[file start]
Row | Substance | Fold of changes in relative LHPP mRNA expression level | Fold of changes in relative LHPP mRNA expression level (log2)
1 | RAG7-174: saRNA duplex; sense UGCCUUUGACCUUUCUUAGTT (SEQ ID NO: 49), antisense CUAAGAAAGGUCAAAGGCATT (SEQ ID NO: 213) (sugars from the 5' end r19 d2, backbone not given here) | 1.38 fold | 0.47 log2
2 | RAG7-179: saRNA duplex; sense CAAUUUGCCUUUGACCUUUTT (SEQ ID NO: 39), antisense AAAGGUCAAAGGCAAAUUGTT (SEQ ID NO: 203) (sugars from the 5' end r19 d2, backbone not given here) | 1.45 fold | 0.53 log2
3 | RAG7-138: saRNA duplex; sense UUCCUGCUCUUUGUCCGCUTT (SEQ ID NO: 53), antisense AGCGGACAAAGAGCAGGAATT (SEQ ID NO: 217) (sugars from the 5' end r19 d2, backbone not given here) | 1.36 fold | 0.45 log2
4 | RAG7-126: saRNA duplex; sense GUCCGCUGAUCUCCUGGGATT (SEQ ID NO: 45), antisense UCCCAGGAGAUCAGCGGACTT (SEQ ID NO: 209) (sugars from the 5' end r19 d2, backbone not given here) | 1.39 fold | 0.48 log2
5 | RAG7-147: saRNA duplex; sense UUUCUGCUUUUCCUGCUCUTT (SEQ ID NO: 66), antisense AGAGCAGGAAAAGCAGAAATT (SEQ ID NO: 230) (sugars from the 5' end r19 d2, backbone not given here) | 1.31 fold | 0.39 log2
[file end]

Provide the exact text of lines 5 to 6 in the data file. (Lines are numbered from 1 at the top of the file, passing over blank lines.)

4 | RAG7-126: saRNA duplex; sense GUCCGCUGAUCUCCUGGGATT (SEQ ID NO: 45), antisense UCCCAGGAGAUCAGCGGACTT (SEQ ID NO: 209) (sugars from the 5' end r19 d2, backbone not given here) | 1.39 fold | 0.48 log2
5 | RAG7-147: saRNA duplex; sense UUUCUGCUUUUCCUGCUCUTT (SEQ ID NO: 66), antisense AGAGCAGGAAAAGCAGAAATT (SEQ ID NO: 230) (sugars from the 5' end r19 d2, backbone not given here) | 1.31 fold | 0.39 log2